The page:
Focus groups in Hungary
As Covid lockdown eased during the summer in Hungary, Oltalom Sport Association (OSA) could finally make face to face contacts with the participants of Dialect research target groups. During June-July OSA conducted 4 focus group discussions. A total of 24 people participated in the group discussions representing local authorities, civil society organisations and experts from the social and educational fields.
We focused on the organisations’ awareness of all issues linked to access to sport, the causes of exclusion and discrimination, and particularly on the role of football in adolescents’ life.
Based on results professionals (municipalities, NGOs, teachers and social workers) think that disadvantaged youth get access to sports through school and NGOs like Oltalom Sport Association. Girls’ participation in football is usually not encouraged and many times not accepted even at school. In case of migrant/refugee children football is not widely practiced before arriving to Hungary (depending on the place of origin), and migrant girls are often excluded – for religious reasons – from playing football.
Based on results, football in diverse teams, among others, has a strong integrating potential. Research also cleared up that football can particularly teach disadvantaged children how to live among rules, how to work in group and how to accept others more. Responded professionals all agreed that there is no political intention for the inclusion of disadvantaged children into club football in Hungary.
Based on their experiences, migrant/refugee children often face exclusion, jealousy, and long certification process to football clubs in professional football. Other non-migrant disadvantaged children usually drop out, as official football clubs are less tolerant e.g. regarding absence. Professionals are aware of the role extreme political groups play in football hooliganism in Hungary. However they cannot share evidences about their influence in youth football. Professionals agree that creating accepting community is one of the most important elements of equipping youth against discrimination. Neither involved municipalities nor NGOs have heard about Football3 before, but they all agree that f3 is an innovative method for reducing discrimination and strengthening acceptance.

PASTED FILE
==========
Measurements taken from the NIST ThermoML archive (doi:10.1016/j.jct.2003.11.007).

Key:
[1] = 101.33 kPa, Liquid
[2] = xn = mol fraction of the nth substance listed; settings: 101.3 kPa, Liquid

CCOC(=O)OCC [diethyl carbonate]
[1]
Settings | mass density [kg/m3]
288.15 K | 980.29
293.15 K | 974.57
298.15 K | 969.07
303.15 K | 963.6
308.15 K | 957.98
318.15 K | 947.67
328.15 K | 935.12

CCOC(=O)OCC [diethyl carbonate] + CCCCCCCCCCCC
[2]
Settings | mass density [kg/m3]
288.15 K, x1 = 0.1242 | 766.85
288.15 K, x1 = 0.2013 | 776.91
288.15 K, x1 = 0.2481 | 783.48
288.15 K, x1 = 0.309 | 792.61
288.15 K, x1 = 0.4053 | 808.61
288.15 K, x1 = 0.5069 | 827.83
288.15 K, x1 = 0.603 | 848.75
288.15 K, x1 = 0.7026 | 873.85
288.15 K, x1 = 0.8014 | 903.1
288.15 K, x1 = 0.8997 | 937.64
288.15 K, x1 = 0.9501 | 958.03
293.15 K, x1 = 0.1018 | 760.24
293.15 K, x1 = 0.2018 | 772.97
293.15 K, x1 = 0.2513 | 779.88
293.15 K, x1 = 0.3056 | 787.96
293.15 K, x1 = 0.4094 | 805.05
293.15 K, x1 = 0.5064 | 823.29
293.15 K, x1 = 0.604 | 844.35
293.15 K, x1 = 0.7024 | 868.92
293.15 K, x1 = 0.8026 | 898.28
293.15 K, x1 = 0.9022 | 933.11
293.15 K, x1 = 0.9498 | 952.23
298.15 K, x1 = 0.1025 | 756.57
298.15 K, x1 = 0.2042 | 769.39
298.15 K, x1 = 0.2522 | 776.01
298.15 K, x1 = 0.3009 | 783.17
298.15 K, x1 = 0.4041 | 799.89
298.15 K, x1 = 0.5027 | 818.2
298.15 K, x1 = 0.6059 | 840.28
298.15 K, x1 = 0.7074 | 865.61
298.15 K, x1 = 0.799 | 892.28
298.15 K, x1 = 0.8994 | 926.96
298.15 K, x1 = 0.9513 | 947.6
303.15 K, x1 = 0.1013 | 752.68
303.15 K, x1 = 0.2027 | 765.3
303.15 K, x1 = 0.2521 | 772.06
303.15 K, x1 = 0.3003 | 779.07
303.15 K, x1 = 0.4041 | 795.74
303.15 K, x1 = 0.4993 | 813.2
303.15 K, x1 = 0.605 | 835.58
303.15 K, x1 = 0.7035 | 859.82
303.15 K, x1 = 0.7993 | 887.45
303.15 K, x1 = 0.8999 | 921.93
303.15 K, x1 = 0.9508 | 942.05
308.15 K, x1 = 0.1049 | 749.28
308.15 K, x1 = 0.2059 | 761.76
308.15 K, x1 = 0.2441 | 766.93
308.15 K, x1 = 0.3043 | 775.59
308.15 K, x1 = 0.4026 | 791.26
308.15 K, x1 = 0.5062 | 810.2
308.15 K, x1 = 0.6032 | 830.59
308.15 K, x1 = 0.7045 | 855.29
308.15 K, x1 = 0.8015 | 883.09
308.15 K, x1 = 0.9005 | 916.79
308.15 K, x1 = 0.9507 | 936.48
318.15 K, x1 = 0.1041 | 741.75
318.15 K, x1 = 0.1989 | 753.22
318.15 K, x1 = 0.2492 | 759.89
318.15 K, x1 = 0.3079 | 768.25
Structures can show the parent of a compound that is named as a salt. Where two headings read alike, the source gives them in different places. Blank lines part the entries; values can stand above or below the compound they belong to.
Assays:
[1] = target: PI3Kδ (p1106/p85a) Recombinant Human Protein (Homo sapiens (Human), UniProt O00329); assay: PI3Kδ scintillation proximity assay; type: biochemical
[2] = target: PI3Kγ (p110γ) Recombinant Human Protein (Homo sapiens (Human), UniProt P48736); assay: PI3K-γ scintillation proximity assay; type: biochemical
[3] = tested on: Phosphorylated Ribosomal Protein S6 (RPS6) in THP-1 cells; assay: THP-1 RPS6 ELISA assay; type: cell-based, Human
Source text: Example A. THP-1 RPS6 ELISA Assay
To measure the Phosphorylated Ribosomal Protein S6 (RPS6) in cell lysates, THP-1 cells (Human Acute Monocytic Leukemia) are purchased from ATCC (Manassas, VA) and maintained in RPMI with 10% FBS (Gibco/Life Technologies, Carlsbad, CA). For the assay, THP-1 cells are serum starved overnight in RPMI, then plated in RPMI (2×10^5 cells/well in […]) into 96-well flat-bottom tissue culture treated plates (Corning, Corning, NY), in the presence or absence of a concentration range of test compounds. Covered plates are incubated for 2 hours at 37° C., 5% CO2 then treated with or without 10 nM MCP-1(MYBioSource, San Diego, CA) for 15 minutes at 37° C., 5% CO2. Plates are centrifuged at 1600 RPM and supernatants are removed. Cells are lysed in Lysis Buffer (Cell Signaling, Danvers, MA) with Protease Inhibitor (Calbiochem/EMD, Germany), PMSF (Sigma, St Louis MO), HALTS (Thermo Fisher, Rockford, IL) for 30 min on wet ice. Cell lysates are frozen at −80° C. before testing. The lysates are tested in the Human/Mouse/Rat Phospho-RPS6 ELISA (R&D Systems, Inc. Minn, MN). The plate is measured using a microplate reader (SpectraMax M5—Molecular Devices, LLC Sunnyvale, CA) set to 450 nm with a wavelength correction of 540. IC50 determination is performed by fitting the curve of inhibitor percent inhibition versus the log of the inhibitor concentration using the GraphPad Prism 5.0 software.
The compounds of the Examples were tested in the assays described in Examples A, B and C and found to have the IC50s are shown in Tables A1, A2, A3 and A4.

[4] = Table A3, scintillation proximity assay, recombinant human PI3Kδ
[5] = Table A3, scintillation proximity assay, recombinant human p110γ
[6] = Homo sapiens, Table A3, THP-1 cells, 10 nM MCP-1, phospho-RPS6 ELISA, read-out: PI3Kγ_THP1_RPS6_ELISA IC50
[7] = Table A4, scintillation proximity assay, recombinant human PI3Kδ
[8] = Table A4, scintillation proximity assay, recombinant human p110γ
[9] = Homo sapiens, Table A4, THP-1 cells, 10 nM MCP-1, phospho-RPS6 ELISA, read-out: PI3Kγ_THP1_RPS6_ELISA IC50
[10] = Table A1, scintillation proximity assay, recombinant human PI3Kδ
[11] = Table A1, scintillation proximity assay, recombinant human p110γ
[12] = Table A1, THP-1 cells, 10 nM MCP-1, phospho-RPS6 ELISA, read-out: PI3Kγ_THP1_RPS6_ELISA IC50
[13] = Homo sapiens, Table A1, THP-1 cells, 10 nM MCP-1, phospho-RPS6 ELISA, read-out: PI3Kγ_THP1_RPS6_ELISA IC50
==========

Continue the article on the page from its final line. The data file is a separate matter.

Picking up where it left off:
Beside focus group discussions, OSA conducted 20 in-depth interviews with adolescents (10 adolescents with a migrant background, and 10 adolescents with a non migrant background) as part of the fieldwork of Dialect research phase. All interviews were conducted in Hungarian, and most of them took place at OSA’s regular open air football training.
Interviews cleared up that migrant and non-migrant youth in the sample are usually not attracted to Hungarian football clubs. All of them disapprove of the extreme behavior of football fans. Interviewed adolescents do not know anyone in person who belongs to such extreme circle, and none of them watch matches live anymore as violence became common at Hungarian pitches. Based on adolescents’ testimonies it seems that children’s attitudes about migrants and other disadvantaged groups (including Roma) depend on their family belief which is often fed by governmental propaganda. If parents think that it is right to be afraid of migrant/Roma people then children will find foreigners/Roma scary. Though respondent migrant youth living in Hungary for a long time do not identify themselves with migrants of the anti-migrant propaganda, more than half of them could recall stories of discrimination happened to them at school. Interviewed youth would not discriminate anyone because of origin or poorer football skills. Most of them think that their football community is accepting, but their friend’s circle is usually more excluding and judgmental.